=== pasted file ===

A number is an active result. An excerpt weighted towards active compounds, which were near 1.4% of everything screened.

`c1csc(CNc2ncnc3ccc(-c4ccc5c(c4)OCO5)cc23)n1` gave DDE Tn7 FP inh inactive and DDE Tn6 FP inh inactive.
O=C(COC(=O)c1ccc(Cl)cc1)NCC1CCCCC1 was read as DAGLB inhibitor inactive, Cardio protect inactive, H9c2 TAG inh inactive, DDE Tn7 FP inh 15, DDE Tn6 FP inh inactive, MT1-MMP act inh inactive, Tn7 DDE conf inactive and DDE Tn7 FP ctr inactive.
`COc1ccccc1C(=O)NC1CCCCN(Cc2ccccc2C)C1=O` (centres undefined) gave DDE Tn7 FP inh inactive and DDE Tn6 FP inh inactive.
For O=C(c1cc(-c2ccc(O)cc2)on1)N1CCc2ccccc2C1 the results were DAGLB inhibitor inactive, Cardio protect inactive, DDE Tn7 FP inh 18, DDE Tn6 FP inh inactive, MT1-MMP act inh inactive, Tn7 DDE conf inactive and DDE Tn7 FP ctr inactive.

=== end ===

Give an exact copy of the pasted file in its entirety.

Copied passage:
A number is an active result. An excerpt weighted towards active compounds, which were near 1.4% of everything screened.

`c1csc(CNc2ncnc3ccc(-c4ccc5c(c4)OCO5)cc23)n1` gave DDE Tn7 FP inh inactive and DDE Tn6 FP inh inactive.
O=C(COC(=O)c1ccc(Cl)cc1)NCC1CCCCC1 was read as DAGLB inhibitor inactive, Cardio protect inactive, H9c2 TAG inh inactive, DDE Tn7 FP inh 15, DDE Tn6 FP inh inactive, MT1-MMP act inh inactive, Tn7 DDE conf inactive and DDE Tn7 FP ctr inactive.
`COc1ccccc1C(=O)NC1CCCCN(Cc2ccccc2C)C1=O` (centres undefined) gave DDE Tn7 FP inh inactive and DDE Tn6 FP inh inactive.
For O=C(c1cc(-c2ccc(O)cc2)on1)N1CCc2ccccc2C1 the results were DAGLB inhibitor inactive, Cardio protect inactive, DDE Tn7 FP inh 18, DDE Tn6 FP inh inactive, MT1-MMP act inh inactive, Tn7 DDE conf inactive and DDE Tn7 FP ctr inactive.